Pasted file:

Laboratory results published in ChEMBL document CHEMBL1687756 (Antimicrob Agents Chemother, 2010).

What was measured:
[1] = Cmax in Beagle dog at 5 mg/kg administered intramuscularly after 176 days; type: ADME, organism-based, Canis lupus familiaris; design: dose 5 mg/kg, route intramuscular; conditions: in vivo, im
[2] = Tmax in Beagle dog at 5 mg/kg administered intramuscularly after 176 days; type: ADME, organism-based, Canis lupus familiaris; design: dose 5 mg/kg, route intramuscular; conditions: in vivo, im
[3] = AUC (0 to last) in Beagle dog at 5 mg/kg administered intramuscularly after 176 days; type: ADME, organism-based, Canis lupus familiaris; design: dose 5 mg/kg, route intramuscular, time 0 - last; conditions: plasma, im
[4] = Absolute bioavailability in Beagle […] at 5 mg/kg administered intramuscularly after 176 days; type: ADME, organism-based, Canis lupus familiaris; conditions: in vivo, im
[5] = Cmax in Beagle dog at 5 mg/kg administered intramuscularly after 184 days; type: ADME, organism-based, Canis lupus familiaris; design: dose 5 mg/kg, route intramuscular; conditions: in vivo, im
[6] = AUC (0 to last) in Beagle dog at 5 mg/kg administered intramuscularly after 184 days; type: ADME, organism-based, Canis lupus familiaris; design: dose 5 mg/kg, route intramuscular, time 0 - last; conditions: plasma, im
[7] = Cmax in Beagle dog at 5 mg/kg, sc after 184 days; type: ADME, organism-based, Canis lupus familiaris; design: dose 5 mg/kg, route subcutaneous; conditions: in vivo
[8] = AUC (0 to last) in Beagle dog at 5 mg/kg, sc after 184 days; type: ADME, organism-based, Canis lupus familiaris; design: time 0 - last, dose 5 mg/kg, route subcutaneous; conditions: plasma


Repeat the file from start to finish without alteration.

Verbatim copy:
Laboratory results published in ChEMBL document CHEMBL1687756 (Antimicrob Agents Chemother, 2010).

What was measured:
[1] = Cmax in Beagle dog at 5 mg/kg administered intramuscularly after 176 days; type: ADME, organism-based, Canis lupus familiaris; design: dose 5 mg/kg, route intramuscular; conditions: in vivo, im
[2] = Tmax in Beagle dog at 5 mg/kg administered intramuscularly after 176 days; type: ADME, organism-based, Canis lupus familiaris; design: dose 5 mg/kg, route intramuscular; conditions: in vivo, im
[3] = AUC (0 to last) in Beagle dog at 5 mg/kg administered intramuscularly after 176 days; type: ADME, organism-based, Canis lupus familiaris; design: dose 5 mg/kg, route intramuscular, time 0 - last; conditions: plasma, im
[4] = Absolute bioavailability in Beagle […] at 5 mg/kg administered intramuscularly after 176 days; type: ADME, organism-based, Canis lupus familiaris; conditions: in vivo, im
[5] = Cmax in Beagle dog at 5 mg/kg administered intramuscularly after 184 days; type: ADME, organism-based, Canis lupus familiaris; design: dose 5 mg/kg, route intramuscular; conditions: in vivo, im
[6] = AUC (0 to last) in Beagle dog at 5 mg/kg administered intramuscularly after 184 days; type: ADME, organism-based, Canis lupus familiaris; design: dose 5 mg/kg, route intramuscular, time 0 - last; conditions: plasma, im
[7] = Cmax in Beagle dog at 5 mg/kg, sc after 184 days; type: ADME, organism-based, Canis lupus familiaris; design: dose 5 mg/kg, route subcutaneous; conditions: in vivo
[8] = AUC (0 to last) in Beagle dog at 5 mg/kg, sc after 184 days; type: ADME, organism-based, Canis lupus familiaris; design: time 0 - last, dose 5 mg/kg, route subcutaneous; conditions: plasma